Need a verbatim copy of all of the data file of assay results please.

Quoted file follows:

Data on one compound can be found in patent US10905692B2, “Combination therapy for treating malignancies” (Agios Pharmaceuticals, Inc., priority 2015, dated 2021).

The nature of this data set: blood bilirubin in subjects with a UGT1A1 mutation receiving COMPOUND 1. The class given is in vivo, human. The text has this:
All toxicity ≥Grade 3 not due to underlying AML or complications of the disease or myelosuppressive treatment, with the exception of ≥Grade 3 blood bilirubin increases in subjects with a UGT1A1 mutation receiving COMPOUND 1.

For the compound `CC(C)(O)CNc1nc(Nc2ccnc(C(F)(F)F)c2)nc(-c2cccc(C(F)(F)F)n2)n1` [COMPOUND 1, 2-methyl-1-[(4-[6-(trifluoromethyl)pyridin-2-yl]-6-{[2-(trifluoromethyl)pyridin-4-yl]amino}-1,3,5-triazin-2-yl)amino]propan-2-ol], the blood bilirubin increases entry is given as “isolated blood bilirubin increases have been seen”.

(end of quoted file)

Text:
Data on one compound can be found in patent US10905692B2, “Combination therapy for treating malignancies” (Agios Pharmaceuticals, Inc., priority 2015, dated 2021).

The nature of this data set: blood bilirubin in subjects with a UGT1A1 mutation receiving COMPOUND 1. The class given is in vivo, human. The text has this:
All toxicity ≥Grade 3 not due to underlying AML or complications of the disease or myelosuppressive treatment, with the exception of ≥Grade 3 blood bilirubin increases in subjects with a UGT1A1 mutation receiving COMPOUND 1.

For the compound `CC(C)(O)CNc1nc(Nc2ccnc(C(F)(F)F)c2)nc(-c2cccc(C(F)(F)F)n2)n1` [COMPOUND 1, 2-methyl-1-[(4-[6-(trifluoromethyl)pyridin-2-yl]-6-{[2-(trifluoromethyl)pyridin-4-yl]amino}-1,3,5-triazin-2-yl)amino]propan-2-ol], the blood bilirubin increases entry is given as “isolated blood bilirubin increases have been seen”.